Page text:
The river of rubbish at the Green Recycling in Maldon, Essex, says the award-winning journalist Oliver Franklin-Wallis, is “an awful sight” but leaves him mesmerised: his eyes catch “a single discarded glove; a crushed Tupperware container, the meal inside uneaten; a lone photograph of a child, smiling atop an adult’s shoulders.” Franklin-Wallis’s journey around the world of detritus, which he chronicles in his new book Wasteland, takes him to landfills and ghost towns, sewers to secondhand markets. It takes him to Ghana’s Kantamanto that sells second-hand clothes, branded ones, better known as Obroni wawu, or ‘dead white man’s clothes’, much of which goes to dumpsites.
And it brings him to India. Here he visits Delhi’s Ghazipur landfill, “a mountain not of stone, but of garbage — 14 million tonnes of it”; the Yamuna where he watches “suds whipped into airy peaks blanket the surface, colliding and breaking apart like a collapsing ice floe” from sewage, wastewater from textile factories and paper mills; and noxious tanneries in Kanpur. Garbage, Franklin-Wallis as points out, has made its way beyond terra firma: it has colonised ocean depths, where sea turtles are trapped in six-pack rings; and space, where fragments of old rockets swirl. Excerpts from an interview:
India features prominently in Wasteland. Why does it remain the world’s dumping ground despite the ban on the import of plastic waste?
I was interested in writing about India because as an economy going through explosive growth and change, it is one of the global frontlines for the waste crisis: whether that be plastics, industrial pollution, or the state of the Ganges. That fact is growing industries always need material, so it’s inevitable that waste ends up imported there. The challenge is making sure that it’s done safely and in line with environmental regulations. That doesn’t seem to be happening yet.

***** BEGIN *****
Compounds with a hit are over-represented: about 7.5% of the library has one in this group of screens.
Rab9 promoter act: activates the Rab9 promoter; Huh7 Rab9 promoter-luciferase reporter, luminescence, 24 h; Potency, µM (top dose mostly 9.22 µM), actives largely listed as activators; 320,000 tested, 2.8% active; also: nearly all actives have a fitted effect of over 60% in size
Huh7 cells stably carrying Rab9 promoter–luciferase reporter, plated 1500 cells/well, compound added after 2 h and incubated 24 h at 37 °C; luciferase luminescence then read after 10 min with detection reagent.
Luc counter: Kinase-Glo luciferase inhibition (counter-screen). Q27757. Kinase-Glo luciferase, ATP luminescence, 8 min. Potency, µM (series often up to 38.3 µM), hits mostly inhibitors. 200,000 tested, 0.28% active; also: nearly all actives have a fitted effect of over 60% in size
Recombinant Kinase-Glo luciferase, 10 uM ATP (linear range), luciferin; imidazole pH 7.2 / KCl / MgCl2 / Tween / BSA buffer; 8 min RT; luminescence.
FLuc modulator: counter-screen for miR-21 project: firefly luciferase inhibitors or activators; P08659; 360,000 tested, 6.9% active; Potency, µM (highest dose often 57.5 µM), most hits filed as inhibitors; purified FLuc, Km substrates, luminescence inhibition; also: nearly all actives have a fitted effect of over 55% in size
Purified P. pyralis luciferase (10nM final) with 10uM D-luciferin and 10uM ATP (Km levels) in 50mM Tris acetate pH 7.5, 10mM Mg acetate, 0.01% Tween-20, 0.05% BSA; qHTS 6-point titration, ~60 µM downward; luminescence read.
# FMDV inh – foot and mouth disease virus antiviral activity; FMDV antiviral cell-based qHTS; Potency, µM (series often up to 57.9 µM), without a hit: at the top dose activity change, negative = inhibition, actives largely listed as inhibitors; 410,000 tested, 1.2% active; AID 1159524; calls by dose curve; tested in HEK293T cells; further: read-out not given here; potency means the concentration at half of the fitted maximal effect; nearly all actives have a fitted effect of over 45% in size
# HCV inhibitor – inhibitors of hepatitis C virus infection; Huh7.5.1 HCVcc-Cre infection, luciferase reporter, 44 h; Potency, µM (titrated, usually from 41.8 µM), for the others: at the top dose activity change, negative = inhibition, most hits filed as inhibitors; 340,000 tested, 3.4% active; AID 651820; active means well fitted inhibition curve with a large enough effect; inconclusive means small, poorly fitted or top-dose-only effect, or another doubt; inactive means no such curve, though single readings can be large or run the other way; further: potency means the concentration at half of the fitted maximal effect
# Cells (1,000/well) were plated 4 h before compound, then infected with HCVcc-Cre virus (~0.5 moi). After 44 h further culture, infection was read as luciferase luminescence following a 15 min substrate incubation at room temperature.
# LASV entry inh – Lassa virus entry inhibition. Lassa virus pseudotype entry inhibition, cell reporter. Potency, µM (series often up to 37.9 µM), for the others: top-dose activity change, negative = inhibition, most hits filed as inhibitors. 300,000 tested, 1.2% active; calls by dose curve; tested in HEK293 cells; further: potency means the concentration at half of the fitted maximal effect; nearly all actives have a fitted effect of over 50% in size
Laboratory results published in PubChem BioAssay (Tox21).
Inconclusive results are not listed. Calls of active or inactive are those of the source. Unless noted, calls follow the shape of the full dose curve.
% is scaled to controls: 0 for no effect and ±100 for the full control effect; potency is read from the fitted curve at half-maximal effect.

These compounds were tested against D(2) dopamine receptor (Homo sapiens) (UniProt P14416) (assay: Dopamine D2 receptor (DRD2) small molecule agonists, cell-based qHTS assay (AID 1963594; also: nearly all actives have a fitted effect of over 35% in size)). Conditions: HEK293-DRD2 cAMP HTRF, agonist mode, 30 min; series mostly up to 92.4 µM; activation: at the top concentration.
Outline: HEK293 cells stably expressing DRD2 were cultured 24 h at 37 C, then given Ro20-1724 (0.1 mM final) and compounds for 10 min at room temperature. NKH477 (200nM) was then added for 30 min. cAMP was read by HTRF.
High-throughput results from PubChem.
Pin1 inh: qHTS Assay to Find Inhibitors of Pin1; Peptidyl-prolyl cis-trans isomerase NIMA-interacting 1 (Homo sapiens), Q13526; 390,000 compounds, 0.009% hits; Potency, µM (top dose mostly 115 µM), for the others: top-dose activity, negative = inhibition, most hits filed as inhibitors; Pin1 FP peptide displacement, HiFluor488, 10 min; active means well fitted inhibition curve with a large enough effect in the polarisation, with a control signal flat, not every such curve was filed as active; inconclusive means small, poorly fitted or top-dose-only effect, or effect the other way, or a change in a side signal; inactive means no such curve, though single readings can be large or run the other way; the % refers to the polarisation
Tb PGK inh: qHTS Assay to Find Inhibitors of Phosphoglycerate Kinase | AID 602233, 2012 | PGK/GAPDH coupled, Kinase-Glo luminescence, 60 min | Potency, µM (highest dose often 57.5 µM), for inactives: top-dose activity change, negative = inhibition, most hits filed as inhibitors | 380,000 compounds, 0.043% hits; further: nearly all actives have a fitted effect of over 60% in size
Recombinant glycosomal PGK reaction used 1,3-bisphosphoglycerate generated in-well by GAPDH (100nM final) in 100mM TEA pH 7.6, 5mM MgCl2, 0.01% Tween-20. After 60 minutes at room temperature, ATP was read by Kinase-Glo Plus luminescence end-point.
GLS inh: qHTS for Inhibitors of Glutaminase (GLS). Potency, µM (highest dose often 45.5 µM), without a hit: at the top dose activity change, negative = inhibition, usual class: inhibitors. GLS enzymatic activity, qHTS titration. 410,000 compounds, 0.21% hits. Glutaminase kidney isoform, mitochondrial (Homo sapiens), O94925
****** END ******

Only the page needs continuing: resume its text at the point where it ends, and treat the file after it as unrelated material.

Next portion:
Isn’t it a supreme irony that towering, toxic landfills — such as the 65 metre-high one at Ghazipur in Delhi that you visited — are livelihood for impoverished waste pickers like Anwar, who court sickness and even death to earn a meagre wage?
Waste pickers exist in large parts of the world, but the reality is that they only exist in countries that don’t have well-developed waste management systems. There is so much the world can learn from waste pickers, who understand the economic and environmental value of our waste. India should be using its skills, providing long-term employment for waste-picking communities. That’s happening in some cities and regions but not all, and in Delhi, much more needs to be done to support these communities, who provide an enormously valuable public service.
The recent ban on plastic straws, bags and wrappers has led to a counter-productive surge in their paper equivalents: a “Big Forestry’s gain” as you describe it...
This is true. In waste there are no easy solutions, just choices. What is obvious to me is that many plastics could be replaced with paper-based, or bio-based solutions. But the real solutions are in buying fewer disposables, and in re-use. Retooling our economy to focus on refillable containers, for example, would save vast amounts of waste and lower carbon emissions.
Waste — whether plastic or nuclear — has taken a “spiritual toll” on you, you say in your book. How has your journey through the world’s vast wastelands changed you?
When you follow waste around the world, as I have, you start to realise that our conception of the economy is wrong. We are really at just the mid-point, and where things go is just as important as where it comes from. And waste is really just the tangible, physical part of human emissions and climate change. If we can’t get to grips with waste — which by the way accounts for somewhere north of 13% of all greenhouse gas emissions — it’s hard to think we’re going to solve the climate emergency.
Your book is not just about what we throw away, but also the opportunities lost through our profligacy. What, in your research around the world, shows us a solution?
I’ll give one example. We throw away a third of all food uneaten, enough to feed the world’s hungry people several times over. Food waste is also responsible for 8-10% of all CO2 emissions. So, by cutting food waste with simple solutions — working with supermarkets on better treatment for farmers, refrigeration and storage, smaller portion sizes, etc — we would not only help address climate change, we could feed a lot of hungry people, and use wasted farmland for housing or forests.
Wasteland; Oliver Franklin-Wallis, Simon & Schuster, ₹799.